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Sauce Sources

by Jacqueline M. Newman

Sauces, Seasonings, and Spices

Fall Volume: 2005 Issue: 12(3) page(s): 25 and 26

Does our kitchen beat your supermarket? Often it does for most, but not always. The good sauces we make frequently do, and a fine home-made sauce makes ordinary dishes great. Think of how many sauces flavor rice, noodle, meat, fish, even the fruit dishes you enjoy.

Dozens of folk, known and unknown, query this magazine for sauce recipes and/or information about them. They want them for their brother, their neighbor, their table, even for the Food and Drug Administration, trying to gain approval for a product they are manufacturing. They want sauces that are new, sources that are old, and any sauce or source you can think of.

If you check our 1994-2003 and the more recent index listings on our website www.flavorandfortune.com you know that many have been discussed, some recipes provided. We do not intend to repeat them here. If you want to know about plum sauce, for example, send for a copy of that issue ($10.00) or for just the article that includes it ($3.00). Be sure to advise the volume and number, and the page numbers if asking for just one article. Incidentally, those prices include postage and handling. Here, we want to tell some interesting tales about sauces and sources, and then share a few we have never printed.

For example, one person wanted a sauce that was hot, salty, and sweet. We told them about a classic red sauce that could satisfy these three tastes, and suggested a dish called Chicken with Horse Ear. Another queried about a sauce with a touch of the sea but hardly an ocean breeze. We mentioned one with a touch of premium oyster sauce and a taste of hoisin sauce made with chicken, chestnuts, and greens. This past February, a chap faxed an inquiry wondering if we had a recipe mixing oyster sauce with ketchup. We did and faxed back a recommendation for Seared Chicken and Scallops. Looking at the calendar, we called it: Cupid’s Current Concoction.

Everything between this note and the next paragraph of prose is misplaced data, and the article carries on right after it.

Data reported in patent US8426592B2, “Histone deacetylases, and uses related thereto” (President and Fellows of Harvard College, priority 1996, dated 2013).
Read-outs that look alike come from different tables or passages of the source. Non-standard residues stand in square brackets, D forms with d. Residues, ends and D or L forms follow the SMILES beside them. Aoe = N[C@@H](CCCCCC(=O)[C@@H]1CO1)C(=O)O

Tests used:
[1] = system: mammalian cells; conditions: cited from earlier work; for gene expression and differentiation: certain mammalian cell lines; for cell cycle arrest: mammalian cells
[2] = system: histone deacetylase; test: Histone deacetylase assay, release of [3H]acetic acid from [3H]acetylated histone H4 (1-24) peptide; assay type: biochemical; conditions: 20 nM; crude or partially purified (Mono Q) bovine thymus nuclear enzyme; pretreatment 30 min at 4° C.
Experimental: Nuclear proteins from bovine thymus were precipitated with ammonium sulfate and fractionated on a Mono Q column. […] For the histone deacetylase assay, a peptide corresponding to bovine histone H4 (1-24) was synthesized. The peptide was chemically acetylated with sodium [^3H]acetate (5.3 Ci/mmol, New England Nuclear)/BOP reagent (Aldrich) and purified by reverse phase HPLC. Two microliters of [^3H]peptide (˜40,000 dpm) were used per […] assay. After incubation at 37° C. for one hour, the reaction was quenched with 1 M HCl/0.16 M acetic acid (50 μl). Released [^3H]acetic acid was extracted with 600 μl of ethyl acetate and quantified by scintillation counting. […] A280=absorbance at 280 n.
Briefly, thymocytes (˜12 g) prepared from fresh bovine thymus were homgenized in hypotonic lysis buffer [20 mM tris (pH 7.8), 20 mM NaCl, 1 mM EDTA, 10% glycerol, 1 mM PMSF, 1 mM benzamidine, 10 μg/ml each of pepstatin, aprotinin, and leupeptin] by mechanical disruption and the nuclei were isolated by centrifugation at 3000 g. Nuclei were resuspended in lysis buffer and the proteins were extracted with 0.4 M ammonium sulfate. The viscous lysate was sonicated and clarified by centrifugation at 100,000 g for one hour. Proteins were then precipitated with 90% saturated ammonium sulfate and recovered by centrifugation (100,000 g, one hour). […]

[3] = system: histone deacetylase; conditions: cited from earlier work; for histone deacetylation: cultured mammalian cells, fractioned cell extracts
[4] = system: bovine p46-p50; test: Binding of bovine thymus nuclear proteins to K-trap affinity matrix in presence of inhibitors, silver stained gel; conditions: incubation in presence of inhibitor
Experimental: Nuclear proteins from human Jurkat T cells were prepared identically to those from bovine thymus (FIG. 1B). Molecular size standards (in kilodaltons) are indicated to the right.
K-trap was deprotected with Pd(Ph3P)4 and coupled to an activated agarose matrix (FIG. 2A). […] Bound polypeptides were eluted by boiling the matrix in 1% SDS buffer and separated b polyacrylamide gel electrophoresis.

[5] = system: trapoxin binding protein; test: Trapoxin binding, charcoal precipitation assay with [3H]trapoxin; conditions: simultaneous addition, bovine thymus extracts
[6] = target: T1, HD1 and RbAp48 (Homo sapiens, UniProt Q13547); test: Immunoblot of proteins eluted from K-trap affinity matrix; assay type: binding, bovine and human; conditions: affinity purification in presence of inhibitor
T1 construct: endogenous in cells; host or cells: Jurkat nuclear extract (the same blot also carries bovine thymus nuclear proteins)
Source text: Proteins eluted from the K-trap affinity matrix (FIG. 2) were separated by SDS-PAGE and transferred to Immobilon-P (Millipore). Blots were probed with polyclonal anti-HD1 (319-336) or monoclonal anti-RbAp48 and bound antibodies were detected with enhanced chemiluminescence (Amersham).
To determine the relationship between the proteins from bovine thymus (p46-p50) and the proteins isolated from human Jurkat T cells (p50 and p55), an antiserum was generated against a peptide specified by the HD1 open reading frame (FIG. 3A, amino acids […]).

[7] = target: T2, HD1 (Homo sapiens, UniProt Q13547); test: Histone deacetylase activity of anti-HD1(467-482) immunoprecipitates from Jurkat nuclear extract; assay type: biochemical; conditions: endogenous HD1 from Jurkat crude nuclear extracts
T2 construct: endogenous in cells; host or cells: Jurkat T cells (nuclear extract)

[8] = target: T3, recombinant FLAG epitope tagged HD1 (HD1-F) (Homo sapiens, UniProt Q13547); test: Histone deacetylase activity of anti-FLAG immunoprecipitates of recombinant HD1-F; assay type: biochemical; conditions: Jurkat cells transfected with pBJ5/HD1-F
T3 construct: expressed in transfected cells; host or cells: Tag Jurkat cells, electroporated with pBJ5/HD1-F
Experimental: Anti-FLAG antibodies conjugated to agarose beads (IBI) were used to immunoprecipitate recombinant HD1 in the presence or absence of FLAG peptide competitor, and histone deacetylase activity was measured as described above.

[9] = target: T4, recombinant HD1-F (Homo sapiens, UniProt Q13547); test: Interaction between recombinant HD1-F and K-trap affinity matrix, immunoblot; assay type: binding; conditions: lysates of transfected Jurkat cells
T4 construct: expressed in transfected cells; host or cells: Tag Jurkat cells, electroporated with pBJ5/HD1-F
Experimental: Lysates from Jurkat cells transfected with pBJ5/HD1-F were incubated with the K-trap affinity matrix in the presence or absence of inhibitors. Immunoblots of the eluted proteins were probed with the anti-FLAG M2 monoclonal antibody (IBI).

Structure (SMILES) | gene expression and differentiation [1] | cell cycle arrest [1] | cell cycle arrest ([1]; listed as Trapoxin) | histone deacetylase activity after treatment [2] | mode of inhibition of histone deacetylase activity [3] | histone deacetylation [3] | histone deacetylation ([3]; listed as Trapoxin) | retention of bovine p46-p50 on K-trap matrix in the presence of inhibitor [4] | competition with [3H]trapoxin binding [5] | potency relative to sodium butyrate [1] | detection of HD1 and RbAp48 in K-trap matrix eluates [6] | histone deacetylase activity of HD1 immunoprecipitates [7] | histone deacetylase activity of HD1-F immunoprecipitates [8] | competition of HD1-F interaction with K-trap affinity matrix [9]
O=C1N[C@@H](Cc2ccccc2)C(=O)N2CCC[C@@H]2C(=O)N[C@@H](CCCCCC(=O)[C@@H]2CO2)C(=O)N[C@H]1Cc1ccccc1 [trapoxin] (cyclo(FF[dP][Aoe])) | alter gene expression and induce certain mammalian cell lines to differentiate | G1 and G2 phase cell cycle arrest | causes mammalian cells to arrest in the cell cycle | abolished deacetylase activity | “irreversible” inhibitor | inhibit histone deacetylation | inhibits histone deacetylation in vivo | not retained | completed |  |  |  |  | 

Recently, at a local Chinese restaurant, we had a delicious yellow dish deep with color and loaded with chicken and mango. That succulent surprise sent us scurrying to the kitchen when a tablemate wondered what made the color so intense. She and all of us had used the mango-flavored sauce to season our rice. I bet I know what it is, I chirped; bet it is mango pudding powder. Of course, bit I did need to prove the conjecture correct. It was.

A not-too-new reader e-mailed the question: Did you ever fix your own XO sauce? Told her we knew she was a new subscriber because we had run an XO sauce recipe in volume 11(2) on page 37. Also said we like to make our own hoisin sauce on occasion, and like it better than store bought brands with chicken, carrots, peppers, and peas.

A chap who has overheard many of these replies, said, why are you always recommending dishes with chicken? Because that meat is most versatile, few folk foul up using it, and we use it often. Should you want to compare sauces, we suggest side-by-side taste testings; and recommend making sauce dishes with chicken. Feel free to also try them with fish, or beef, seafood, or simply vegetarian-style. And, do keep all ingredients the same when taste-testing sauces.

One creative follow-up to a query about sauces was: What is the source of your sauce? We replied: Our thousands of Chinese cookbooks, most of them now residing in the Special Collections area of the State University in Stony Brook, New York. Other sources include shelves, drawers, and boxes we have filled with thousand upon thousands of recipes, articles, translations, even treatises amassed over the years.